In the embodiment shown in FIG. 3B, the healing operation includes applying a healing voltage (Vheal) of 20V to the control gate (CG) of the edge memory cell 311-1 of the string 309, e.g., to the edge word line coupled to edge cell 311-1. In this embodiment, the healing voltage Vheal is also applied to each of the non-edge memory cells, e.g., 311-2, of the string 309, while the select gate 313 is biased at a lower voltage, e.g., 0V in this example. The potential difference between the edge cell 311-1 and select gate 313 creates a lateral electric field opposite in direction to the lateral field between the edge cell 311-1 and the select gate 313 during the erase operation, e.g., the erase operation shown in FIG. 3A. Although only a first end of the string 309 is shown in FIG. 3B, the healing voltage Vheal can also be applied to the edge memory cell at the opposite end of the string 309 and the select gate at the opposite end of the string 309 can be biased at a lower voltage, e.g., 0V. In various embodiments, during a healing operation, the bit line (not shown) corresponding to the string 309, the source line (not shown) coupled-to the string 309, and the substrate body 302 associated with the string 309 can be biased at a ground voltage, e.g., 0V.

The application of the healing voltage Vheal to the memory cells of string 309, in combination with the other biasing conditions discussed in the example of FIG. 3B above, can be used to extract charge 335 accumulated between the select gates at the ends of the string and respective edge memory cell stacks, e.g., edge cell stack 311-1. As discussed above, the charge 335 can be trapped electrons 335 located in dielectric layer 337 formed above the diffusion regions 303 and 304. As such, various healing operation embodiments can be used to extract the trapped electrons 335 between an edge cell and a select gate or between adjacent memory cell stacks to a floating gate (FG) and/or control gate (CG) of the memory cells. That is, the healing operation can be used to recover electrons 335 which may have accumulated due to various factors such as program/erase cycling, for example.

Performing one or more healing operations in accordance with embodiments of the present disclosure can reduce and/or prevent the likelihood of a data read failure associated with reading non-volatile memory cells. For example, recovering stranded electrons, e.g., 335, from a dielectric layer, e.g., 337, between a select gate, e.g., 313, and an edge memory cell stack, e.g., 311-1, of a string, e.g., 309, reduces the amount of accumulated charge, e.g., 335, built up through program/erase cycling, which reduces the current degradation associated therewith. Reducing current degradation can have various benefits such as increasing the accuracy associated with reading memory cells and/or prolonging the useful life of a block of memory cells, among other benefits. For instance, performing one or more healing operations on a string or block of memory cells may prevent a controller from retiring a block of memory cells, e.g., from no longer using a block due to excessive erase verify failures or data read failures, for example.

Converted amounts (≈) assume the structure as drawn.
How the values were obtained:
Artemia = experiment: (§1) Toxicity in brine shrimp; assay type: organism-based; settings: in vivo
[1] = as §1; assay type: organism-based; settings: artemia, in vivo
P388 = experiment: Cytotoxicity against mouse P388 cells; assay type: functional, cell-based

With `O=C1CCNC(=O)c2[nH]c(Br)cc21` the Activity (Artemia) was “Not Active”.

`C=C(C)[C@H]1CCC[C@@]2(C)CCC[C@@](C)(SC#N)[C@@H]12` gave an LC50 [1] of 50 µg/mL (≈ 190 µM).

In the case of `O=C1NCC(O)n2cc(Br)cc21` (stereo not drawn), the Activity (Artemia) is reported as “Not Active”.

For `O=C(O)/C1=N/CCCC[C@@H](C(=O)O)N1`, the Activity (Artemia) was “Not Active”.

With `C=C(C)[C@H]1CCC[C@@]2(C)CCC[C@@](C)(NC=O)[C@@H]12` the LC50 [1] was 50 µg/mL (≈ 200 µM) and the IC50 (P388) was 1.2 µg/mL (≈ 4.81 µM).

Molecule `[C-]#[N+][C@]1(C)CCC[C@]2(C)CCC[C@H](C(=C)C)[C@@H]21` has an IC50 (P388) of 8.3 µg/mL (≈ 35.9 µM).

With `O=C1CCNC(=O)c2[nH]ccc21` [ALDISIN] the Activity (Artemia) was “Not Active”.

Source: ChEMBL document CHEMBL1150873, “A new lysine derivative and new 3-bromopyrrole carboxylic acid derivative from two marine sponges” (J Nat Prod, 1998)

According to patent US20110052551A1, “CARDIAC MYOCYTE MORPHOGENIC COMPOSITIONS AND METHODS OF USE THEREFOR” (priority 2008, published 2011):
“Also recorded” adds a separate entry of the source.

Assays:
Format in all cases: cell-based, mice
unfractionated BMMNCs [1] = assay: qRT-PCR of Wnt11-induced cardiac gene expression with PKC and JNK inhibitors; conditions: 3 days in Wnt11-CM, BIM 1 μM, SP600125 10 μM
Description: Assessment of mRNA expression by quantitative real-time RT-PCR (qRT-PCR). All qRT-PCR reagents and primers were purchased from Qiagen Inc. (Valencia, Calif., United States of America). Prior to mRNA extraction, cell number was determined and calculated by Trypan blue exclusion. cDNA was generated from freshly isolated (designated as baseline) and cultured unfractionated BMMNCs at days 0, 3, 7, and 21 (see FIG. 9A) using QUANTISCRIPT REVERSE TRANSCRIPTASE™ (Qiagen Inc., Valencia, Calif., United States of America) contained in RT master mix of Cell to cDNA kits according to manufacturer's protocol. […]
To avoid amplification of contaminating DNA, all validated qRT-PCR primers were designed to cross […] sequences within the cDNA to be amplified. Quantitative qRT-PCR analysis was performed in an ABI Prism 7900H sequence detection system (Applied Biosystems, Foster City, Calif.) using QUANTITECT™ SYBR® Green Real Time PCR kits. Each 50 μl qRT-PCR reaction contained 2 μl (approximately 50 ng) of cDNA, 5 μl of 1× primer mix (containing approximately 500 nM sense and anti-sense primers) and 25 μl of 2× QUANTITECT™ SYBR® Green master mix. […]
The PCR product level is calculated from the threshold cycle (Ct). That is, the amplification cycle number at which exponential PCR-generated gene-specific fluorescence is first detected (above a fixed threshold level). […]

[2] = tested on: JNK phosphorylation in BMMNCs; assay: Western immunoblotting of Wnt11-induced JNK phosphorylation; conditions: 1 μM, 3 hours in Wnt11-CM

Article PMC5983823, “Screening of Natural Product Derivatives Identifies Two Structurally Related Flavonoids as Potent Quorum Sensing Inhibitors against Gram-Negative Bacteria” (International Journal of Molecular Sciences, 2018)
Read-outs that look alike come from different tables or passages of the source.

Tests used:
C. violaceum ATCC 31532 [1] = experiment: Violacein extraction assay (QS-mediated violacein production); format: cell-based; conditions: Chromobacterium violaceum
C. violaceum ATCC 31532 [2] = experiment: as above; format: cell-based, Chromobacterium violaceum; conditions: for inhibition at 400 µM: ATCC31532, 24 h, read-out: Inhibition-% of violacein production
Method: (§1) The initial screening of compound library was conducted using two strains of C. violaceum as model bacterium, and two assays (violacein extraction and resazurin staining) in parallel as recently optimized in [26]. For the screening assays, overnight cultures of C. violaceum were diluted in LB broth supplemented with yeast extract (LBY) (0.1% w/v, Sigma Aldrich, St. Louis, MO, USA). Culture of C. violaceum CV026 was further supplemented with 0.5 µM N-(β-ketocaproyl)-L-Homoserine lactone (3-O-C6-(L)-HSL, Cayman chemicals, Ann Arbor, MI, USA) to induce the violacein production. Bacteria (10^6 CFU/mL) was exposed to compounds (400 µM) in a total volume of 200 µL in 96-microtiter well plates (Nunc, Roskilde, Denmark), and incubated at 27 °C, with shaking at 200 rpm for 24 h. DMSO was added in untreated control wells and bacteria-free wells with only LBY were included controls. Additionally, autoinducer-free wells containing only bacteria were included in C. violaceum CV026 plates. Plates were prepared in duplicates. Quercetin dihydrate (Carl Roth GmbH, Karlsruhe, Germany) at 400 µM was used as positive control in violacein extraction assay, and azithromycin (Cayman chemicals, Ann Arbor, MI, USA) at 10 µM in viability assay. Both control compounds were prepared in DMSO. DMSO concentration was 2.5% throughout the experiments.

Embodiments of the present disclosure are not limited to the example shown in FIG. 3B. For instance, as discussed further in connection with FIGS. 4 and 5 below, in various embodiments, different healing voltages can be applied to the edge word lines and to the non-edge word lines. In such embodiments, the same healing voltage may or may not be applied to both select gate transistors. In various embodiments, a first healing voltage can be applied to the edge word lines, while a different voltage is applied to each of the non-edge word lines. In some embodiments, a different healing voltage may be applied to a number of different non-edge word lines. In various embodiments, the healing voltages are applied as one or more healing voltage pulses. In various embodiments, the healing voltages can be simultaneously applied to each of the memory cells in a string. In some embodiments, the healing voltages can be simultaneously applied to each word line associated with a block of memory cells such that each string associated with the block simultaneously experiences the healing operation.

FIG. 4 illustrates a table 410 of operating voltages that can be used in accordance with embodiments of the present disclosure. The table 410 illustrates voltages applied to a bit line (BL), a drain select line (SGD), a number of word lines (WL-0 through WL-31), a source select line (SGS), a common source line (SOURCE), and a substrate body (P-well) associated with a string 409 of non-volatile memory cells coupled in series between a select gate source transistor and a select gate drain transistor. The table 410 illustrates examples of voltages applied to the string 409 during a heal operation 439 (HEAL), an erase operation (ERASE), and an erase verify operation (ERASE VERIFY) performed on the string 409. The table 410 also illustrates operating voltages for a program operation (PROGRAM) and a read operation (READ) associated with programming and reading a memory cell of the string 409, e.g., a cell coupled to WL-1 in this example.